Currently, there are no health regulations that can be enforced related to floatation tanks in Ontario. However, there are many important recommendations that owners/operators of floatation tanks should follow to ensure that health risks to their clients are minimized.
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Personal service providers who understand infection control practices can help reduce the risk of infections and make sure that services they provide are safe for themselves and their clients.
Infection prevention and control precautions must be followed at hair salons and barber shops to protect the operators and clients from blood borne infections such as HIV, Hepatitis B and C. Hepatitis B vaccination is strongly recommended for personal service workers.
Facials can be invasive procedures that involve a risk of exposure to blood or body fluids, especially when the procedure involves extractions.
Services that break the skin, such as ear piercing, tattooing and micropigmentation, are risk factors for blood-borne infections such as Hepatitis B, Hepatitis C and HIV. Infection control precautions must be followed to protect both personal service workers and clients.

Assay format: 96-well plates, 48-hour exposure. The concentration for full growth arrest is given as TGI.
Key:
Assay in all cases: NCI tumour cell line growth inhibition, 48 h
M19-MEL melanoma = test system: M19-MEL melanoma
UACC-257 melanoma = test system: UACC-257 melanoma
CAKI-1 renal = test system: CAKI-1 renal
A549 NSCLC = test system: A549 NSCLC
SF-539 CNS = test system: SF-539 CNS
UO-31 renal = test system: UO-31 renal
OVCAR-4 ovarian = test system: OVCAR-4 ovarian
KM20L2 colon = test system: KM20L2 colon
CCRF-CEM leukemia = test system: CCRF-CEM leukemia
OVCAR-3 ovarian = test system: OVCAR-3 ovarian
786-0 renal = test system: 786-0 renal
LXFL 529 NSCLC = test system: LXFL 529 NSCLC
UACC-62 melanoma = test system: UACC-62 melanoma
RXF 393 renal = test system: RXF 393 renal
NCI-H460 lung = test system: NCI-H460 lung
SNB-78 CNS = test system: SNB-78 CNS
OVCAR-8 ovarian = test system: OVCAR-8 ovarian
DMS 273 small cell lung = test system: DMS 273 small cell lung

Body piercing is a risk factor for the transmission of blood-borne infections such as Hepatitis B, Hepatitis C and HIV. Infection prevention and control precautions must be followed to protect both personal service workers and clients.
Manicures and pedicures are an enjoyable service for many people and can leave hands and feet feeling and looking great. However, these services can lead to bacterial, fungal, and viral infections if proper cleaning and disinfection procedures are not followed.
There have been a number of changes to regulations under the Health Protection and Promotion Act (HPPA) and the Ontario Public Health Standards (OPHS). Some of these changes came into effect on January 1, 2018, with the rest of the changes coming into effect on July 1, 2018.